The Iraqi government announced a total curfew for war-torn Baghdad until early this morning after gunmen murdered the brother-in-law of the judge in Saddam Hussein's genocide trial and as al-Qaeda threatened to plunge Iraq into even greater bloodshed.
"The government has decided to enforce a curfew on vehicles and individuals starting from Friday evening until 6am on Sunday morning," read a message broadcast by state broadcaster Iraqiya.
There was no word on why the city's nightly curfew had been extended, but it came at a time when US and Iraqi troops are engaged in a large-scale security operation to rid Baghdad of insurgents, militias and sectarian death squads.
A spokesman for the Iraqi government told AFP an unidentified gang had opened fire late on Thursday on a car carrying members of the judge's family in western Baghdad.
It was not immediately clear whether the relatives fell victim to a targeted assassination designed to intimidate Judge Mohammed al-Oreibi al-Khalifa or simply to a bitter civil conflict that claims around 100 lives per day.
"They killed the man and injured his son, who is now in a hospital," said Iraqi Brigadier General Abdel Karim Khalaf, the spokesman of the interior ministry.
Earlier, government spokesman Ali al-Dabbagh had said that the son had also been killed.
Dabbagh maintained that he didn't expect the attack to affect the trial.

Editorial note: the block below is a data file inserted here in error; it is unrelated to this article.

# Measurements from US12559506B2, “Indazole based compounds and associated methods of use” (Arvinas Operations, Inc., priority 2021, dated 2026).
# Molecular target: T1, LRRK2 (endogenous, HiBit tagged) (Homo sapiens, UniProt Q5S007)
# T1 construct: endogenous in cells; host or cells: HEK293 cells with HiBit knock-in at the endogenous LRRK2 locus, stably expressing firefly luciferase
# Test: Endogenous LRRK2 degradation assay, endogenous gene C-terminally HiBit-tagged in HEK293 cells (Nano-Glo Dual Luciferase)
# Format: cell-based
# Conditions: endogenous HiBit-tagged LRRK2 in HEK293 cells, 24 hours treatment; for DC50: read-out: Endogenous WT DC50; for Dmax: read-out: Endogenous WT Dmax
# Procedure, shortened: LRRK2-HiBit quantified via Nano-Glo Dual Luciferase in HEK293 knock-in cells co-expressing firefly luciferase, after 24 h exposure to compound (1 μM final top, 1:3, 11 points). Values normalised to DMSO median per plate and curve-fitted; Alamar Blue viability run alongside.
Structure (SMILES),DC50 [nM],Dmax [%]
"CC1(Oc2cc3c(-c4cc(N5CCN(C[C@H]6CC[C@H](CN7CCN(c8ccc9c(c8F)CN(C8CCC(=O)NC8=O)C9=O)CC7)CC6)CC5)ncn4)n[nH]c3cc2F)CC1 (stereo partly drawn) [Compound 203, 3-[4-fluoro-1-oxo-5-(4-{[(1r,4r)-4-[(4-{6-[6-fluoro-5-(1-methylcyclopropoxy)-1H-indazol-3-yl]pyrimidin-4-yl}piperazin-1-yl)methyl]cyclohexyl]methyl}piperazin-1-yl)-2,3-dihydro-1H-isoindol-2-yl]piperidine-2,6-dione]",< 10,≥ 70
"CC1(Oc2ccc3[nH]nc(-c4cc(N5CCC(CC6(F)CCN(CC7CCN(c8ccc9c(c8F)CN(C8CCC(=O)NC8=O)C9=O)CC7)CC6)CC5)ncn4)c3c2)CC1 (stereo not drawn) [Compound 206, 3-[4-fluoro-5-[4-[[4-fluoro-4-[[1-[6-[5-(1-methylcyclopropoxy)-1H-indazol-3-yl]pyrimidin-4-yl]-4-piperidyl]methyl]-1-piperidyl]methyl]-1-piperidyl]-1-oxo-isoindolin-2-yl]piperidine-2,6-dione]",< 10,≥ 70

"The court is totally independent but we don't have any information that the judge will drop out. He's continuing as far as I know. I talked with him and he is continuing with the job," he said.
Kadhim Abdallah Hussein and his son, who are Shiites, had gone back to their house to collect possessions they left behind when they had been forced to move from the mostly Sunni neighborhood.
"They had been threatened and moved away," Khalaf confirmed.
All across Baghdad and in nearby provinces, the sectarian war engulfing the country is forcing people to move out of neighborhoods for fear of their lives.
Judge Khalifa is presiding over the trial of ousted Iraqi president Saddam Hussein, who has been charged with genocide during the 1988 Anfal campaign against the country's Kurdish minority.
Throughout the legal proceedings against the former leader, lawyers acting for both the defense and prosecution have been intimidated, and some members of Saddam's team have been murdered.
Saddam was thrown out of court on Tuesday for the third successive day of hearings, prompting a revolt among the defendants. The trial resumes on Oct. 9.
Thursday's killings came after the supposed leader of al-Qaeda in Iraq released a recorded message on the Internet in which he threatened a new "all-out offensive" against Iraq's US-backed government.
In the recording, which appeared on the Internet and could not be verified, Abu Hamza al-Muhajer also called on Muslim biological and nuclear scientists to join the struggle against Iraq's "occupier."
Muhajer called on insurgents to kidnap Western Christians to put pressure on Washington to free Egyptian religious leader Omar Abdul Rahman, who was jailed for his role in the 1993 World Trade Center bombings.
The announcement came during the first week of Ramadan. Before prayers began, two policemen were killed in clashes with armed men in the restive southern neighborhood of Dura, while a pair of bombs exploded in the once-peaceful middle-class neighborhood of Karrada, wounding 11.